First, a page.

The End of Concert Ear-Tinnitus
Traumatic Brain Injury / Head Injury | tinnitus
By Steven J. Anglés
July 22, 2019
Many people that suffer from a traumatic brain injury (TBI) experience a constant ringing in the ears known as tinnitus. Of course, you don’t need a TBI to experience this extremely unpleasant and constant sound of high-frequency pitches in your ear that don’t seem to go away – just go to any concert without hearing protection. You’ll likely end up with tinnitus for a little while afterwards. That’s why tinnitus has commonly been known throughout the years as “concert ear”. But for individuals who’ve suffered a TBI, tinnitus can sometimes last for years. It can become a regular part of their everyday life. Some estimates put the number of people dealing with persistent tinnitus at 500 million worldwide.
Despite this relatively common side effect of trauma to the head, there’s no permanent solution for those people suffering from chronic tinnitus. Some people resort to using speakers or headphones to help “mask” the sound of their own tinnitus by playing sounds produced by special machines or apps on their phone. However, a new study might help address this problem by identifying the possible cause behind tinnitus: neuro-inflammation in the auditory pathways in your ears.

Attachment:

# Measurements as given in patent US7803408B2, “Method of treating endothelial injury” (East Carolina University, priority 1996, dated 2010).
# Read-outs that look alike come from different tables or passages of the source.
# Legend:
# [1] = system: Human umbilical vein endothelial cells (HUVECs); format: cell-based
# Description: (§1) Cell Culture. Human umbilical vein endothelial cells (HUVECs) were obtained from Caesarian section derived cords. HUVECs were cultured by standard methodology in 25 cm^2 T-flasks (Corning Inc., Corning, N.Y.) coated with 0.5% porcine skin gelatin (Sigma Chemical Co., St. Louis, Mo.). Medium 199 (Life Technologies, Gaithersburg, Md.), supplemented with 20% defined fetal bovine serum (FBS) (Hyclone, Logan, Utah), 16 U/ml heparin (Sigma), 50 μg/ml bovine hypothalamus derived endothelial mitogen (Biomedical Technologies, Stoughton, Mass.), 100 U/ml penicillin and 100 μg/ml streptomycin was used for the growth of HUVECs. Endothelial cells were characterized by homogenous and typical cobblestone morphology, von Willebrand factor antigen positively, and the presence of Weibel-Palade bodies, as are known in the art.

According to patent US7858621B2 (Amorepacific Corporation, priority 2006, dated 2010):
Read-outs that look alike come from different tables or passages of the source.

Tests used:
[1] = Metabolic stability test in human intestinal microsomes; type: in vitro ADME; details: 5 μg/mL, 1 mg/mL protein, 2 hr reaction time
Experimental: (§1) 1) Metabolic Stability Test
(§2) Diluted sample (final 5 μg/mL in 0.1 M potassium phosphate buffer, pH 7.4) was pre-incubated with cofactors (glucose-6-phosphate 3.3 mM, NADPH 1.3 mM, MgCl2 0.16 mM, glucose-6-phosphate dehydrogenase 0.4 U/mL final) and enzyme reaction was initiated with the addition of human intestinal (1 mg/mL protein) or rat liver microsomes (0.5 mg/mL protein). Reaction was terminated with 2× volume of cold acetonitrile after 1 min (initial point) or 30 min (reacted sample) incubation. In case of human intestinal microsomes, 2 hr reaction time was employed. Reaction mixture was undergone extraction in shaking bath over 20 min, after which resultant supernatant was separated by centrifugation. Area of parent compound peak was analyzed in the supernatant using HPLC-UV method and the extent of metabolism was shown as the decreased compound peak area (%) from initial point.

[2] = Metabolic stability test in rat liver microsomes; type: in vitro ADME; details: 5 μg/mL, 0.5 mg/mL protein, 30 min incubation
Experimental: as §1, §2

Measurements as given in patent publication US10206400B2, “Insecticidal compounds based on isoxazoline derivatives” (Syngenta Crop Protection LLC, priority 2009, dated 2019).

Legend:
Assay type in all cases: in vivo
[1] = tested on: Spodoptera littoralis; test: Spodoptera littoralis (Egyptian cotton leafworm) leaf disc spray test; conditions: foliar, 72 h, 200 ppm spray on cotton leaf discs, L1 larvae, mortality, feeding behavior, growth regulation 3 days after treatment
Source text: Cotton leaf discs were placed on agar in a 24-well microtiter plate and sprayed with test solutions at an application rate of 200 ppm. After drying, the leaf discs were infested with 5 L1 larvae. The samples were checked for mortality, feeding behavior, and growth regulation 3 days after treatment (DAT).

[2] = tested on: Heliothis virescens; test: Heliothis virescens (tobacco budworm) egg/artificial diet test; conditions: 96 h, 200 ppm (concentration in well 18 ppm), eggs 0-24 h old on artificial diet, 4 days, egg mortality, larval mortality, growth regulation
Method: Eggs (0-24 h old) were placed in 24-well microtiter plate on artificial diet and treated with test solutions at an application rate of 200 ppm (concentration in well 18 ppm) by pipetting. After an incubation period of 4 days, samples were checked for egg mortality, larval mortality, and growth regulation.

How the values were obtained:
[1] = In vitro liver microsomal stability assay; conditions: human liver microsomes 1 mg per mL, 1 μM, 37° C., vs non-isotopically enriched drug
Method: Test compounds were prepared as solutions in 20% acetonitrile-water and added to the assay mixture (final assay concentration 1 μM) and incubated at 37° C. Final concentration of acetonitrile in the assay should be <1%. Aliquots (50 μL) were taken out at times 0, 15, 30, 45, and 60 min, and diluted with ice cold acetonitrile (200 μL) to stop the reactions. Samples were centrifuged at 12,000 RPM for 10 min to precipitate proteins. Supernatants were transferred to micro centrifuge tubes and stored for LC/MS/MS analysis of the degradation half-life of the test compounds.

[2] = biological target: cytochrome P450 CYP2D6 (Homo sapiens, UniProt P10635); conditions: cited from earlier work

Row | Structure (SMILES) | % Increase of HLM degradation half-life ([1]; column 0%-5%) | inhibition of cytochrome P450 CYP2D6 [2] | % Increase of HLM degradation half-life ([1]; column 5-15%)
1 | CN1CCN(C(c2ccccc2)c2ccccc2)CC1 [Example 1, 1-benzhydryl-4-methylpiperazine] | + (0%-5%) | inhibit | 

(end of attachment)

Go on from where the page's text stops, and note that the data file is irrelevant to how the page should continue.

In this case, “neuro-inflammation” is the response that a person’s brain and central nervous system has when the person is injured. For example, when someone’s hearing system is damaged, inflammation can occur – similar to when someone hurts other parts of their body, like their finger. The same can be true when it comes to brain damage. In the case of ears or brains trying to recover from damage, the body’s primary immune cells (known as “microglia”) get activated. When these cells stay active and don’t turn off – as in the case of tinnitus, where the brain keeps getting signals from the ears even if there’s no sound – these cells also cause proteins to be released which make things even worse. One such protein is “TNF”. Researchers have found TNF to be the protein that triggers tinnitus, at least in lab mice. If the gene that causes the production of TNF is shut off, or repressed with medications, tinnitus disappears, again, at least in lab mice.
In the end, if researchers can find a way to genetically
control the presence of TNF, or, use anti-inflammatory medications to reduce
the presence of TNF, it could provide a way to reduce or eliminate tinnitus.
Let’s hope so. We see too many clients suffering from tinnitus in our line of
work, and there’s often very little that can be done to help them improve
significantly over time.